Once you’ve seen a few of these critters telling them apart from other species becomes easy.
Time will tell how nice these guys play with our 2 and 11 spotted ladybird population.
There’s sure a lot of Giant Willow Aphid to eat.
A couple of good resources for more info is the Landcare factsheet
And of course Wikipedia
Article and images: Grahame
Wayne’s Wednesday Volunteers
Come rain or shine 10am Wednesday sees our group at Travis working.
We clear weedy patches: ivy, convolvulus, blackberry, wire weed along the pathways, yellow lupin, veldtgrass and mallow which frequents the horse paddock in particular. Veldtgrass persists. It’s from South Africa and is particularly invasive in areas where the soil is disturbed; flowers for at least 10 months of the year and is difficult to control.
Plants are watered as the need arises [not recently though!] dead branches removed from trees along pathways as well as lots of releasing and replacement of plants that haven’t made it.
The ‘Muehlenbeckia Maze’ (behind the cottage near the Ed Centre) is maintained, Wayne keeps the pathway & tunnels clear so children and adults can have fun!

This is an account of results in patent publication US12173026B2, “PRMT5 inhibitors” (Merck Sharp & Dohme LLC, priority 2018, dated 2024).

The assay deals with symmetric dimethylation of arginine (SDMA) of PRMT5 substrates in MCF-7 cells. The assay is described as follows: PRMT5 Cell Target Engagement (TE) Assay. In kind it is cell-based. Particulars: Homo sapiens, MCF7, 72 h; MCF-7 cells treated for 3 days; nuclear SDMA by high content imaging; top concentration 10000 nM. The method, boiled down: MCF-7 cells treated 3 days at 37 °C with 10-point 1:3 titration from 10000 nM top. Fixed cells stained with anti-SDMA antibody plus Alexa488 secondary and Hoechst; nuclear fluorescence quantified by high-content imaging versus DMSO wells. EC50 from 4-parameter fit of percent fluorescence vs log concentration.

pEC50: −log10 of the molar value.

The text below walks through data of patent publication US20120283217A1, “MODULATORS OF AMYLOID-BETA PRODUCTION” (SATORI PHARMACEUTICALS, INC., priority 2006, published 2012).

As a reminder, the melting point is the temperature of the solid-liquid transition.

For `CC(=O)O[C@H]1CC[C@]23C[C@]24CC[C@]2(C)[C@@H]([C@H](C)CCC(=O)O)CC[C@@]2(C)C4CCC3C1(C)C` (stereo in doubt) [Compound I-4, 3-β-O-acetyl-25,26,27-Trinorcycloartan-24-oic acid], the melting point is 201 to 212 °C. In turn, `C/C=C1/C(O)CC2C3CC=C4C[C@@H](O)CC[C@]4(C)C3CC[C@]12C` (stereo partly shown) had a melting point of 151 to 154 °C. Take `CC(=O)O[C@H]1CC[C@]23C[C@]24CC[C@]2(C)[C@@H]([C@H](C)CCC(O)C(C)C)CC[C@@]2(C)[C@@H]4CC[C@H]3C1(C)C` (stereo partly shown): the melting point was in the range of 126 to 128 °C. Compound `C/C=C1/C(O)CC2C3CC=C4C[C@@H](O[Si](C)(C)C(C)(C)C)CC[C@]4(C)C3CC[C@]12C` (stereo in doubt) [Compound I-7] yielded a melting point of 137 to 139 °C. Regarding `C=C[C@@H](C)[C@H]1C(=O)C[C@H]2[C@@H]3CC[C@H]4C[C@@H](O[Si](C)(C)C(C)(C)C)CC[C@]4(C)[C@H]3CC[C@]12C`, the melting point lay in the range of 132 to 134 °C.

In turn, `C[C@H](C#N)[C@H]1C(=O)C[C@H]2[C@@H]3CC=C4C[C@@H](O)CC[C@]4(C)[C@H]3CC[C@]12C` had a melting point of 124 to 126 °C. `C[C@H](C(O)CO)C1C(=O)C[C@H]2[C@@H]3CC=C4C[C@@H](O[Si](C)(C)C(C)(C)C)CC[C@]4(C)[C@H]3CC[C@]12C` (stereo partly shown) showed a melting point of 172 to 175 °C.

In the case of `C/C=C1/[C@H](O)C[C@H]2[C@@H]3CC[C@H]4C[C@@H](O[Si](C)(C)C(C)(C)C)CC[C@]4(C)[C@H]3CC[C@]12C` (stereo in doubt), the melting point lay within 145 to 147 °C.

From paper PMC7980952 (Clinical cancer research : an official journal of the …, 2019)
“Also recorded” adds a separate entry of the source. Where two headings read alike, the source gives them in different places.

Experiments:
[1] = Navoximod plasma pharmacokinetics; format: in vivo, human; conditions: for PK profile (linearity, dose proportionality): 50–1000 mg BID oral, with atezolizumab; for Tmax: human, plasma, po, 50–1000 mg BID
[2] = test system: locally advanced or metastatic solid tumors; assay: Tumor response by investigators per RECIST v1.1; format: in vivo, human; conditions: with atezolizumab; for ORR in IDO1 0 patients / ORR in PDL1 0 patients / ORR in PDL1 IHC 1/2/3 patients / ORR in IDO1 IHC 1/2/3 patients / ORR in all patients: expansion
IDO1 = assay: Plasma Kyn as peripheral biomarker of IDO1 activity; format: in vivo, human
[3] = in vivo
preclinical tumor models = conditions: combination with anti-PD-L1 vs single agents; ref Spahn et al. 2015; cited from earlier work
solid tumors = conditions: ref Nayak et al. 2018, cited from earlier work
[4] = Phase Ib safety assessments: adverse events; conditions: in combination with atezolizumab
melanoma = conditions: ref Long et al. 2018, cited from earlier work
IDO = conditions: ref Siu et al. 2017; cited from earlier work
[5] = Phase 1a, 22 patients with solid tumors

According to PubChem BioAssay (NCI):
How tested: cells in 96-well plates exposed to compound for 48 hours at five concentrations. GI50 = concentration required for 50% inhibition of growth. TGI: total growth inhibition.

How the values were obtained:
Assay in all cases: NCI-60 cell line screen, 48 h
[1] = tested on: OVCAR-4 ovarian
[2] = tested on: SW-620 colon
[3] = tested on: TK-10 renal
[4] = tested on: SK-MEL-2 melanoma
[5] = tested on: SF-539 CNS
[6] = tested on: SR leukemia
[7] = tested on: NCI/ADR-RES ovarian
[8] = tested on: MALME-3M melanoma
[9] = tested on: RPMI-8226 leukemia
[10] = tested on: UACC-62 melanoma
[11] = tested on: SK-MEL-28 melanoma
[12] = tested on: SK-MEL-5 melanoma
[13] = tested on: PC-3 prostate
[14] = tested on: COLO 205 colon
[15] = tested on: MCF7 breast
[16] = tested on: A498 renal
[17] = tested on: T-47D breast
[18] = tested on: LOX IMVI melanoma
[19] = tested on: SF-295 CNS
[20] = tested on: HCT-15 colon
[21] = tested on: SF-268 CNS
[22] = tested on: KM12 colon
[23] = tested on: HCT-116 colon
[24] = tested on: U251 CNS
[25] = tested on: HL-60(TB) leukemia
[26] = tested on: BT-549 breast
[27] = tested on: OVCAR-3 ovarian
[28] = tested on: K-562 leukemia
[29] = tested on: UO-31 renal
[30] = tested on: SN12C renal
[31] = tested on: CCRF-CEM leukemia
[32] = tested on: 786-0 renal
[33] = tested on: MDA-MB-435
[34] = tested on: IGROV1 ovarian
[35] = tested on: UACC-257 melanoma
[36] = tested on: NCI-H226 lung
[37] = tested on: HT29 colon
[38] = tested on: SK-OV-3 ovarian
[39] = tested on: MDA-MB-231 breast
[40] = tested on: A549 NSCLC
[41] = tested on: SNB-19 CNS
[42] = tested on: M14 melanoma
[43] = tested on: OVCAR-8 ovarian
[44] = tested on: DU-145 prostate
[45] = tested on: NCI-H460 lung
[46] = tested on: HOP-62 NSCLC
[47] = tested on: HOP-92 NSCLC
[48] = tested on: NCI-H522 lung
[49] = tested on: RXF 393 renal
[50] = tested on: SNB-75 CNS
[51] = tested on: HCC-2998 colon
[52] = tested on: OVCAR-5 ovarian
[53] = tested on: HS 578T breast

Mairehau Road car park seems to be a favourite place for people to leave unwanted items which could easily go into their red, green or yellow bins. Recently brave volunteers removed and buried the discarded skin of a tahr which was invaded by fly larvae and nearly ready to move on its own!
The Lizard Hilton and the Boreing Drip also benefit from the volunteers’ intensive labours.
Rewards? Listening to the birds as we work, swans conversing in loud voices among themselves, so nice to hear thrushes chortling and the deep call of the Australian Cape Barren goose (the closest we have to our extinct NZ goose). Walkers often stop to say thank you. We discover patches of wanted plants flourishing and producing fruit as well as seedlings — tōtara, white pine, lace bark – it’s exciting and rewarding.